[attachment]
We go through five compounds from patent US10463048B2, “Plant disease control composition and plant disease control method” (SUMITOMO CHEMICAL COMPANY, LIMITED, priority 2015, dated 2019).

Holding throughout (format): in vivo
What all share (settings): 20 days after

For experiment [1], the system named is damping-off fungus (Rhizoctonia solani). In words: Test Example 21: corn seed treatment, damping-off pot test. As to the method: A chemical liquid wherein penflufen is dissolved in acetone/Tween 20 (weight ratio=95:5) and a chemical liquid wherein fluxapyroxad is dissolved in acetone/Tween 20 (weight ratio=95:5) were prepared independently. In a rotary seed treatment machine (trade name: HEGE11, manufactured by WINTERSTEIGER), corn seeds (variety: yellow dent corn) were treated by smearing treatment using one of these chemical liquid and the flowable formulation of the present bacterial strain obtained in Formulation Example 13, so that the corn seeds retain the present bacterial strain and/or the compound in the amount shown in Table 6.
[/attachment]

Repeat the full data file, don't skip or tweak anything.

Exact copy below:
We go through five compounds from patent US10463048B2, “Plant disease control composition and plant disease control method” (SUMITOMO CHEMICAL COMPANY, LIMITED, priority 2015, dated 2019).

Holding throughout (format): in vivo
What all share (settings): 20 days after

For experiment [1], the system named is damping-off fungus (Rhizoctonia solani). In words: Test Example 21: corn seed treatment, damping-off pot test. As to the method: A chemical liquid wherein penflufen is dissolved in acetone/Tween 20 (weight ratio=95:5) and a chemical liquid wherein fluxapyroxad is dissolved in acetone/Tween 20 (weight ratio=95:5) were prepared independently. In a rotary seed treatment machine (trade name: HEGE11, manufactured by WINTERSTEIGER), corn seeds (variety: yellow dent corn) were treated by smearing treatment using one of these chemical liquid and the flowable formulation of the present bacterial strain obtained in Formulation Example 13, so that the corn seeds retain the present bacterial strain and/or the compound in the amount shown in Table 6.